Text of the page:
November 2015 - Warp and Weft

This month, I've been juggling a lot - teaching back to back workshops, baking a baby, maintaining a marriage with Geoff, raising two little children, going after some major remodels on the house (think electrical, re-plumbing, installing new heat & air...everything), and a break in my relationship with my mom.  

Yet this is the month I had a transition in all of my thinking and actions, almost like a lightswitch.  I became suddenly very aware of this impending birth, and I began clearing paths in all areas of my life.  Whole-house organization, over a period of several days, went from paramount importance to part of a muted background.  Organizing our bedroom and preparing it for the postpartum recovery period came into focus.  I located, purchased, washed, and arranged all infant supplies.  I thought I'd forgotten how to care for a newborn, but suddenly, there I was at Target like it was my main mission, buying things like pads and epsom salts like this could all go down any minute now.

I made it a priority to complete any unfinished business - errands, obligations to my students, and finishing out any remodeling.  This may sound strange, but when I prepare for birth, I have this feeling like I may not come back, at least not for a long time.  And so I tie up loose ends like all of my life between the last baby and now can be finished off in a neat rug, regardless of the design hereto.  I cut it, tie it off, make room for it, and warp my loom for the next rug.  At birth, I begin weaving again.  But just before, in the waiting period, there's a standstill where the weft isn't moving.  This is the month the tying off began.

I divested myself of any obligations (including those for the kids' school) that weren't absolutely necessary to my core mission: birth and keep this baby alive.  I eliminated all distractions, save for my efforts to make new friends in our new town.  I dropped communication with anyone who wasn't essential to our needs in the coming months, and I strengthened what few bonds I had.  Geoff took the reigns for as much as he could take over, including the lion's share of cooking & cleaning and, as well as he could keep up with his new job, school communications.  I basically hadn't cooked since April, when I began to feel too nauseous and tired to even think about food when it was time to start dinner.  But now - I prepared freezer meals.  I bought any medications I might need during the birth.  I read Ina May.  I prepared my heart.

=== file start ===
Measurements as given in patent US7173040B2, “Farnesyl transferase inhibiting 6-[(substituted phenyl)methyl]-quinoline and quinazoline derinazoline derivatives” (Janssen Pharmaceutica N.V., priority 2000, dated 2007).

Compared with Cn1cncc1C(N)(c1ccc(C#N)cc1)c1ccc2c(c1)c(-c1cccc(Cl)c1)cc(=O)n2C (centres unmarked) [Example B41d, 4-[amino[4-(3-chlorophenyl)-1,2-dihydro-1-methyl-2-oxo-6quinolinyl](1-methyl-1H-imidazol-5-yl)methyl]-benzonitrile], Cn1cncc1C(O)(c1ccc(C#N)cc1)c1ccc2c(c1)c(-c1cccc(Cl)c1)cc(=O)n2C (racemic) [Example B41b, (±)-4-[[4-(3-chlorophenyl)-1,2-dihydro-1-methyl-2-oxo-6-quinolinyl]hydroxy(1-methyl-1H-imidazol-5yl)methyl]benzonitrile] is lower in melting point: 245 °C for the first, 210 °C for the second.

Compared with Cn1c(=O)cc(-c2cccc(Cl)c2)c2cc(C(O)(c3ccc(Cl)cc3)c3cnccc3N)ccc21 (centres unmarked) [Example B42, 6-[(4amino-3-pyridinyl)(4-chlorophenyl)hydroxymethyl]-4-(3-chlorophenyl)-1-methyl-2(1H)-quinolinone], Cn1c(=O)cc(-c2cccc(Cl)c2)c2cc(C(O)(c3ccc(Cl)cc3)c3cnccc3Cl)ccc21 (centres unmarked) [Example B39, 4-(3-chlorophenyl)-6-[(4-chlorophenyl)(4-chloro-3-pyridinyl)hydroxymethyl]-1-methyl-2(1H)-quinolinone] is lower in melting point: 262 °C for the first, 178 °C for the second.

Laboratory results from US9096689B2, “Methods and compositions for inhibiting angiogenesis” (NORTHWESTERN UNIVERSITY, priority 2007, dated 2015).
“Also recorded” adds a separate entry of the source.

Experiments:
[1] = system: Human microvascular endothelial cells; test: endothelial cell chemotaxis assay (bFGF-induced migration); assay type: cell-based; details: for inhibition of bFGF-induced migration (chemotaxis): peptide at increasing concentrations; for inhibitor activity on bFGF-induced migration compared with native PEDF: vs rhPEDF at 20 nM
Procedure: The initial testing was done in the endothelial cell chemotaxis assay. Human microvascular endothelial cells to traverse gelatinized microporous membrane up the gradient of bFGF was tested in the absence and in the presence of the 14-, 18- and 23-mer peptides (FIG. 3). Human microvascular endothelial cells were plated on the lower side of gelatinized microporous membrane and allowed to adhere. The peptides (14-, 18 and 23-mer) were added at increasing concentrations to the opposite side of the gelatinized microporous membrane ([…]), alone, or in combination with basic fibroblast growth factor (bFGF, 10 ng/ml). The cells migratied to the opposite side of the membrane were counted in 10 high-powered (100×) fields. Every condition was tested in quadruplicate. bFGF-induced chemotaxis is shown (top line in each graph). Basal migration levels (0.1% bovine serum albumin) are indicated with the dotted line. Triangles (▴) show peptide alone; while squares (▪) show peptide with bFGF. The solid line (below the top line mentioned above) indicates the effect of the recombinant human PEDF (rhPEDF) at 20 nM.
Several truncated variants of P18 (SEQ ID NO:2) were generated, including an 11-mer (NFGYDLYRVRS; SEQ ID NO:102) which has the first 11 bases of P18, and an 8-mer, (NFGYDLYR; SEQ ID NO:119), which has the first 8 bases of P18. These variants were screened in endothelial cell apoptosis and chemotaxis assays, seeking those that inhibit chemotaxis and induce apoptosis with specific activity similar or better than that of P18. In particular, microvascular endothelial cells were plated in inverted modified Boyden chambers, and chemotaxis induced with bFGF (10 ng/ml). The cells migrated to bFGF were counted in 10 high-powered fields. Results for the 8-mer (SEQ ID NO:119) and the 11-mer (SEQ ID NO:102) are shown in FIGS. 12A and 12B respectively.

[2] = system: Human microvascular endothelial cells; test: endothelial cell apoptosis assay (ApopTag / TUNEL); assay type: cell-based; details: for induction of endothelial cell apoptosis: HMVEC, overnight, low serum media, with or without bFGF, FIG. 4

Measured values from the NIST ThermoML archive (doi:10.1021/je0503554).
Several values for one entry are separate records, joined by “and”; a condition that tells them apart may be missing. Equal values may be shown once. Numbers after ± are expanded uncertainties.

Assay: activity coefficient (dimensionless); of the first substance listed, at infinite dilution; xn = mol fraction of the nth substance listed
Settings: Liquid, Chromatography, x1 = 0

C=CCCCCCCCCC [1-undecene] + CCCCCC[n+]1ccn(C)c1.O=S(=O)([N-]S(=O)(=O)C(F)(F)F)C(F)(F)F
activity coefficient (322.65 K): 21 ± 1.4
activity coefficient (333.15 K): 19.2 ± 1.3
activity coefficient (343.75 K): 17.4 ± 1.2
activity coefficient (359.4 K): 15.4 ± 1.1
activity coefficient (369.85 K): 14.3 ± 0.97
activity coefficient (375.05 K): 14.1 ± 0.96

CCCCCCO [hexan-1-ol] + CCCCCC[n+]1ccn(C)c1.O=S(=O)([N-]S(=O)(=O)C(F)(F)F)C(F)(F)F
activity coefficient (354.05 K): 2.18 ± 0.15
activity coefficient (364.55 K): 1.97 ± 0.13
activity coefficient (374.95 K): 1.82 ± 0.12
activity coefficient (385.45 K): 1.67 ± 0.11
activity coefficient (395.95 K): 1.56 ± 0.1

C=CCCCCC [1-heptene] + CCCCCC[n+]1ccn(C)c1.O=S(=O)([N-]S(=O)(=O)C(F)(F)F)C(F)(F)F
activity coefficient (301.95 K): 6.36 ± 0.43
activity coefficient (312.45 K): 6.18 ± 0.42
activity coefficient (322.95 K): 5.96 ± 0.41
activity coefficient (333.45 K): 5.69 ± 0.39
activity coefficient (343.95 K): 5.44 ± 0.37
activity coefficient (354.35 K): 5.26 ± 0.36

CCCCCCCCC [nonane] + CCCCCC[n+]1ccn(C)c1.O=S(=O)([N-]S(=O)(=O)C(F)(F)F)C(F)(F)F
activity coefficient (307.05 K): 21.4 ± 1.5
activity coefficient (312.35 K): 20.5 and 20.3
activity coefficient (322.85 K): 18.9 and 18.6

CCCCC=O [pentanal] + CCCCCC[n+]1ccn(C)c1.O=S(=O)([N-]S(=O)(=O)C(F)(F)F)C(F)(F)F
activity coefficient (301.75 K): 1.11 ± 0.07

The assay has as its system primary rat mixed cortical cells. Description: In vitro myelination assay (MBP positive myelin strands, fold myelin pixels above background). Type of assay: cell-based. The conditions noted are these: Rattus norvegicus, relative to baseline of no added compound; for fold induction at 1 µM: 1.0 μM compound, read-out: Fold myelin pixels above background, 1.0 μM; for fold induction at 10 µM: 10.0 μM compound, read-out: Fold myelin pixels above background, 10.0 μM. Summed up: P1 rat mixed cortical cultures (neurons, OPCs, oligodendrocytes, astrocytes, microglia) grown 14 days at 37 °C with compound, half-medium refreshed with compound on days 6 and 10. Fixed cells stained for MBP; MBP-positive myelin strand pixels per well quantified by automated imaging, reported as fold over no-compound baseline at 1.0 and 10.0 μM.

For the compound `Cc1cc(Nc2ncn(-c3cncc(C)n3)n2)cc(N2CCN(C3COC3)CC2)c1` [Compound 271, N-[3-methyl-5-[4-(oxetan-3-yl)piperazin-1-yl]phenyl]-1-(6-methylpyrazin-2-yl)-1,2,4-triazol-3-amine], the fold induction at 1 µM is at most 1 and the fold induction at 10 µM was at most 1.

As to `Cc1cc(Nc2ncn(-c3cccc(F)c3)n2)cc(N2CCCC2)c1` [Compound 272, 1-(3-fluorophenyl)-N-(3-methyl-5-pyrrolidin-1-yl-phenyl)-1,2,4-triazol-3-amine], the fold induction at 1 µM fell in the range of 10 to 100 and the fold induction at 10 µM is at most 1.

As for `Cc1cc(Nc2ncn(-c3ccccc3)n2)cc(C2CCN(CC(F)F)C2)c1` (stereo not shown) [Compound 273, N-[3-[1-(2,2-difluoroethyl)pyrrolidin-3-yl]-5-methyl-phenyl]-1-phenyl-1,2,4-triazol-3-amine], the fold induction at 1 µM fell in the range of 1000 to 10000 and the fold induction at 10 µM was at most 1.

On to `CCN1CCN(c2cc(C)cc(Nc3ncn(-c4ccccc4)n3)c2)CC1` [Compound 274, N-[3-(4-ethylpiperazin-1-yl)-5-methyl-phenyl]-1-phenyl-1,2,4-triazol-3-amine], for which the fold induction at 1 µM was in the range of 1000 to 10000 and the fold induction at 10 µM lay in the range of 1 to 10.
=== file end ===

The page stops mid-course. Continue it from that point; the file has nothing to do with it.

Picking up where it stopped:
And, in preparation for labor, Geoff began quietly observing my actions.  Without my request, he would notice I'd leave essential daily things undone in favor of long-term preparations for labor, birth, and recovery.  And just as he would in labor, he anticipated, and acted.  He was my perfect complement, the hand in my hand.

And all these changes came as the weather turned, and nesting seemed cozy and comforting.  This was a quiet period before the holidays.

In all of this, I made the time to attend the special Kindergarten Thanksgiving.  

I shared this facebook post that day:

I remember my mom coming to eat lunch with me at school for Thanksgiving the year I was in Kindergarten. It was probably only 30 or 45 minutes, but I remember it. Such narrow windows in life for certain opportunities...and this week, I was lucky enough to share Thanksgiving lunch with my first little Kindergartner. He worked hard all week to earn all his feathers for things like manners, hard worker, etc. I know his teachers had to pay extra attention to all the kids, because each child got individually noticed in some way throughout the week to earn each of 6 feathers (that was 42 feathers for them to staple for the class!). Cannon didn't tell me, but his little friend did - Cannon was the first to earn all his feathers. The activity reminded me I should do more to point out what he's doing right when he's with me, too. You'll notice the macaroni necklace he was so proud of in the first soon as I picked up Gracy from down the hall and brought her in to the lunch with us, she grabbed at his necklace. And at first he said, "No!" But then he said, "You know what, Gracy? You can have it." And I pointed out this and all the other times he's been gracious since then. He's grown up so much since springtime in France, been so many places, has seen and understands so much more. After struggles along the way, he is growing into someone who is intensely tuned in to other people's needs. He lets things that don't matter slide right off him. Neither are personality traits he gets from me, at least not this young, and it's so cool to see who he's becoming. He's going to be a great big brother all over again in about 30-some days, and I couldn't be prouder of him. Kids are like those little capsules you buy at the grocery store that you drop into the bathtub that expand into various shapes like animals or dinosaurs or see who they will become, you have to take the big plunge, go all in, and wait. You never know who you're going to get, but it's always a wonderful surprise.

This is what I saw.


My EverydayEmily Mitchell